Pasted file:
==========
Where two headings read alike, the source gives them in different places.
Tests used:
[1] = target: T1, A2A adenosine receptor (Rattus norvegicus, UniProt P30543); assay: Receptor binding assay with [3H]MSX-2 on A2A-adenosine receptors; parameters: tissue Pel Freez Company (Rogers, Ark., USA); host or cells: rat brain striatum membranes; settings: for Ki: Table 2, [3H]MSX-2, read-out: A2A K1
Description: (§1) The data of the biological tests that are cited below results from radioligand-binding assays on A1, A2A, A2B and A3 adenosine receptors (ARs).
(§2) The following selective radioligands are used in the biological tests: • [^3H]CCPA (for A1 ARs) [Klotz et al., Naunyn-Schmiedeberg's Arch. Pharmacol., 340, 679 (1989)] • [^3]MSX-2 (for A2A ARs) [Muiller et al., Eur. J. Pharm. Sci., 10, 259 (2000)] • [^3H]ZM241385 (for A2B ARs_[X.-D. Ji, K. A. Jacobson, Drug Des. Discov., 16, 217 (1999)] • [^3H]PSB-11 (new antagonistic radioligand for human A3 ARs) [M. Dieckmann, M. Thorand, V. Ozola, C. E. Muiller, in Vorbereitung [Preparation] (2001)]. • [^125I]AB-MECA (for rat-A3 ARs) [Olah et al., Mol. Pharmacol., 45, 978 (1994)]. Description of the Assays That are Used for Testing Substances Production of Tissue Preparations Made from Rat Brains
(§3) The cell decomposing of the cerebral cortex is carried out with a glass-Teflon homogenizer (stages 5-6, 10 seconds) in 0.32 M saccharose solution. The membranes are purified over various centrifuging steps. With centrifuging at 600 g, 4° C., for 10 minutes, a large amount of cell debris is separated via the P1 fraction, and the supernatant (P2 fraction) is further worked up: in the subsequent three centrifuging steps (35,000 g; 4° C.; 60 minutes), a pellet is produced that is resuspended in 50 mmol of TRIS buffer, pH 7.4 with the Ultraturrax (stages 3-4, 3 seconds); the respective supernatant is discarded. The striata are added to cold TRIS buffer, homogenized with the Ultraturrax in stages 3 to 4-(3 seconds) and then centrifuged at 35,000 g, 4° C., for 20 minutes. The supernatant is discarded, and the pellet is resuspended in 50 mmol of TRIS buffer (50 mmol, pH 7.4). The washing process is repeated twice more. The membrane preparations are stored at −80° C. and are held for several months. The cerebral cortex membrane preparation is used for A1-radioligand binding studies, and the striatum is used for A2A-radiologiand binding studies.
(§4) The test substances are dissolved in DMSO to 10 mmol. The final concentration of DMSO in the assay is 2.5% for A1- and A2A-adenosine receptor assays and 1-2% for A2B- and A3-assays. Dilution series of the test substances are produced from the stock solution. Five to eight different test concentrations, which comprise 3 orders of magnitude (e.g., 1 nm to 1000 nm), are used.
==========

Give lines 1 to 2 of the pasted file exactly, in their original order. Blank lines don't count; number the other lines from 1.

Where two headings read alike, the source gives them in different places.
Tests used: